Organized Crime Essay Sample
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- Category: crime
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Organized Crime Essay Sample
Organized crime can be defined as systematic unlawful activity for profit (Shelley, 1995). The scope of the activity caries significantly, from city level to interstate and even international levels. It is widely known that profits from illegal activities are huge and oftentimes exceed that of economy of whole countries (Shelley, 1995). In order to justify legitimacy of incomes and in such way avoid suspicion from law enforcement agencies, organized crime often expand into legal business that serves both as a useful tax cover and money laundering operation (1). As expenditures on personal lifestyles cannot come unnoticed by publicity and investigators, the only way to remain covered is to involve in legal business to justify the returns.
Aside from this, the issue of respectability is also raised. As for many people, especially those of violent nature and limited knowledge, respectability can be a critical factor. Criminal background also contributes to competitive advantage of the newly created corporations established by organized crime, as people use violence, have established connections, and large cash funds to involve and succeed in gaining their share of even a very competitive market. As such, the four dominant reasons for involvement in legal business are: tax covers, money laundering, respectability, and realization of competitive advantage.
The concept of commercial sexual exploitation includes pornography and prostitution (2). The demand for these two services is huge and organized crime in order to fulfill the demand engages discovers new and sophisticated ways to attract more victims to business. Prostitution and pornography take multiple forms including usage of escort services and participation in sex tourism, engagement in simulated sex over the phone or over the internet. It is estimated that people in United States spend more on pornography then on all performing arts combined, whereas $10 billion annually makes in a larger business activity then baseball, football, and baseball combined (Cwikel and Hoban, 2005).
Prostitution is a $14 billion industry, under the most conservative perspective with 1.5 million customers weekly. In order to satisfy the demand, organized crime groups have to continuously recruit providers for the business with preferences given to children and youth. Alienated, troubled, poor youth are the major target, whereas financial stimulation in order to sustain the workers is not the primary factor. Instead, youth is likely to be forced through violence; women and children are kept isolated from the world in the degrading dependency instantly moved from city to city.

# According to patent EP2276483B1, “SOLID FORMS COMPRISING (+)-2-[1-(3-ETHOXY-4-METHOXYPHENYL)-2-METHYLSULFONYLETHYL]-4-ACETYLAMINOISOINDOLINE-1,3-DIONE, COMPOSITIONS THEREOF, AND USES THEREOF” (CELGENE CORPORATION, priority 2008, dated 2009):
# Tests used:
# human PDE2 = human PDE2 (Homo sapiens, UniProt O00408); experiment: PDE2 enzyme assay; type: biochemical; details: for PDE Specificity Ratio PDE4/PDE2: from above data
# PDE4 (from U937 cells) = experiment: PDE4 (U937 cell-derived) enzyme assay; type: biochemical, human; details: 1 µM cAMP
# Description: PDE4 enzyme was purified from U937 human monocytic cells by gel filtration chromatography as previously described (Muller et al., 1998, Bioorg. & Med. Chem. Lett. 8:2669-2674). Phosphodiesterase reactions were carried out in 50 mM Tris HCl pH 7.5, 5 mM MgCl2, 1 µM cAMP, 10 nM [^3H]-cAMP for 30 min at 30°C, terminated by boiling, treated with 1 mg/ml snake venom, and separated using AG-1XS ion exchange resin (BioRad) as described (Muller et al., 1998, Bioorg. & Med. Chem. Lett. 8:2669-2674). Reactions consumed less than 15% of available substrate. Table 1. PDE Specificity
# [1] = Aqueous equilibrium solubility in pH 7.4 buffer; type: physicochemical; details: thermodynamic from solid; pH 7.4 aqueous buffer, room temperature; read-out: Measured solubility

Global sex trafficking is the largest source of both recruits and potential profits for organized crime. Sex trafficking involves recruitment, buying and selling, transporting women from country to country by force and deception in order to exploit for commercial sex purposes. It is estimated that around 700,000 to 2,000,000 women and children are trafficked cross international borders year after year (Cwickel and Hoban, 2005).
The six drug control strategies introduced by Moore and Kleiman include Expressive Law Enforcement, Mr. Big Strategy, Gang Control, Citywide Street-Level Drug Enforcement, Neighborhood Crackdowns, and Drug Abuse Prevention (3). It is crucial to implement the strategies simultaneously, as they add up to each other.
For instance, as Drug Abuse Prevention strategy is primarily a preventive measure to ensure that fewer teenagers become addicted, Citywide Street-Level Drug Enforcement and Neighborhood Crackdowns are imposed to control the drug abusing environment better. On the other hand, Mr. Big Strategy allows for inducement of confessions with the risk of either loss or gain or punishment, whereas through Expressive Law Enforcement it is possible to create a positive image of the federal criminal law and legal system. The strategies combined target drug abuse at all levels and, consequently, are more efficient as compared to if implement separately.
Cwikel, J., & Hoban, E. (2005). Contentious Issues in Research on Trafficked Women Working in the Sex Industry: Study Design, Ethics, and Methodology. The Journal of Sex Research, 42(4), 306.
Shelley, L. (1995). Transnational Organized Crime: An Imminent Threat to the Nation-State. Journal of International Affairs, 48(2), 463-489.